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Bail-in level for eurozone banks to be set case-by-case: EU Commission

Monday, May 23, 2016 - 18:21
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The European Commission adopted on Monday a regulation clarifying that there will no harmonised minimum level of banks' assets that can be wiped out by regulators when a lender is wound down, a move that slightly softens requirements for banks.

[BRUSSELS] The European Commission adopted on Monday a regulation clarifying that there will no harmonised minimum level of banks' assets that can be wiped out by regulators when a lender is wound down, a move that slightly softens requirements for banks.

The decision confirms what Reuters reported last week and relieves banks from the possible obligation of having to hold at least 8 per cent of their liabilities and own funds, as previously stated by the Single Resolution Board, the EU body in charge of winding down banks.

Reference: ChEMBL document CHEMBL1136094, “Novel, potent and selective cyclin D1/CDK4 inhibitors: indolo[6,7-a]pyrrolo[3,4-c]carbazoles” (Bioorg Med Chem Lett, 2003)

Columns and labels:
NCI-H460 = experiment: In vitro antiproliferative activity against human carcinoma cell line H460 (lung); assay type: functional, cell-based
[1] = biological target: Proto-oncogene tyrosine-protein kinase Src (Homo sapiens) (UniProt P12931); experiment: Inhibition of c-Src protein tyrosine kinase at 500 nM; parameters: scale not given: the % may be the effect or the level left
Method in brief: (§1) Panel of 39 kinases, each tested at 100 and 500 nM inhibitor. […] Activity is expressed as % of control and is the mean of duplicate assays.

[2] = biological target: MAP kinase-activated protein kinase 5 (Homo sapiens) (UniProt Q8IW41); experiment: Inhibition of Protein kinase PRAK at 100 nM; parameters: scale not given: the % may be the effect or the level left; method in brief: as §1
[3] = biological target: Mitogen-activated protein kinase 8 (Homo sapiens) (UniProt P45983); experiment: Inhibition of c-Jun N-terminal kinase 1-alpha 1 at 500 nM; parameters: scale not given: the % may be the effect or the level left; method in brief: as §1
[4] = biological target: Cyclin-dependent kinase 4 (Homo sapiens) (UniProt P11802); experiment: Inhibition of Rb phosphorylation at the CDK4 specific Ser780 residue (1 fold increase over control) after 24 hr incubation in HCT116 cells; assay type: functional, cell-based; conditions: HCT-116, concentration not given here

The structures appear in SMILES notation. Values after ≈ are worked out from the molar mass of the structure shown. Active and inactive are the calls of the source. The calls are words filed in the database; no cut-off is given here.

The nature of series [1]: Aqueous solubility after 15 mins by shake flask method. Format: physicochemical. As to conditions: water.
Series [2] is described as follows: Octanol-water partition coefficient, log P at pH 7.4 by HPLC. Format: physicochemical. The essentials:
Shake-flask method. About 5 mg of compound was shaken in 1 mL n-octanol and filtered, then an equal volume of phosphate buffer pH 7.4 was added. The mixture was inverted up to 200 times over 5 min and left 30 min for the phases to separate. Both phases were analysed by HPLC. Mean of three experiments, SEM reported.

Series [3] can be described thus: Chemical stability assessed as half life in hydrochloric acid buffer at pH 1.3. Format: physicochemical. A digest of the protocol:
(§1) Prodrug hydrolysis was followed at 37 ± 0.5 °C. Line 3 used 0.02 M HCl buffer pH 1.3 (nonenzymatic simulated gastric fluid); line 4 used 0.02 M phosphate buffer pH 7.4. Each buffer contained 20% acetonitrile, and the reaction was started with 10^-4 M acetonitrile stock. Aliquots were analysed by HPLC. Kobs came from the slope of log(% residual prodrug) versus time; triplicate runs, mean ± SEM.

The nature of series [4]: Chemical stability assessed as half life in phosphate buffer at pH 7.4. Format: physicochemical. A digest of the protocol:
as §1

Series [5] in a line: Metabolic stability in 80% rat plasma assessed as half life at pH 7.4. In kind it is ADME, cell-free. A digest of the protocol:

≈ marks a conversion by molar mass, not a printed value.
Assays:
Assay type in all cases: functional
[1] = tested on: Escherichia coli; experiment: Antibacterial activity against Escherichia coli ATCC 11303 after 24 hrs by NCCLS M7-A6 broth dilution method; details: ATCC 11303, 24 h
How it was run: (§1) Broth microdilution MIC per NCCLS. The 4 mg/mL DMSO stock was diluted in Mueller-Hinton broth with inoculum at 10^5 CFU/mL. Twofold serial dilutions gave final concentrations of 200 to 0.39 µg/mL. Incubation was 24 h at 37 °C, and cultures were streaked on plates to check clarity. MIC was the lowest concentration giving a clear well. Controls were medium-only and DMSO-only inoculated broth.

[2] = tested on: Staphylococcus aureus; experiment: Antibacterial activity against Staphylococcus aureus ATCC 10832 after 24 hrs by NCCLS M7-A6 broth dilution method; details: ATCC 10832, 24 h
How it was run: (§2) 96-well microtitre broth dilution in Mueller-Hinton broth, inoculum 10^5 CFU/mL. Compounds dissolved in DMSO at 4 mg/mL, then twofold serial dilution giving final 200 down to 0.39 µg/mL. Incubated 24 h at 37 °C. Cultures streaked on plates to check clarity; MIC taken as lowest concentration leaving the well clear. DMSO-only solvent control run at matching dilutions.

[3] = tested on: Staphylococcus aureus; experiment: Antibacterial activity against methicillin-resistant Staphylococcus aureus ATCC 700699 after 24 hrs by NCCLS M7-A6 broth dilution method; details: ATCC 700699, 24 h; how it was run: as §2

New EU rules on banking resolution, operational from the beginning of this year, oblige banks to hold assets that can be wiped out in case of a banking rescue.

This requirement, known as MREL (minimum requirement for eligible liabilities) is essential to allow the so-called bail-in, a procedure aimed at forcing banks' shareholders, bondholders and large depositors to pay for the rescue of a lender and possibly avoid taxpayers' money to be used.

The Commission refused to introduce a harmonised level for the MREL in the regulation adopted on Monday. The legislation will be automatically applicable if the EU Parliament and EU states do not raise objections in the next three months.

The SRB will be still able to impose an MREL of 8 per cent or more on banks, but only if it demonstrates a necessity. The body is currently drafting resolution plans for the some 140 banks under its watch.

In an interview with Reuters on Thursday, SRB chair Elke Koenig said that smaller banks may be exempt from bail-in requirements, while bigger lenders will likely need to hold more than 8 per cent.

The Commission said existing EU rules do not set a minimum level of MREL, and this cannot be decided with secondary legislation.

REUTERS

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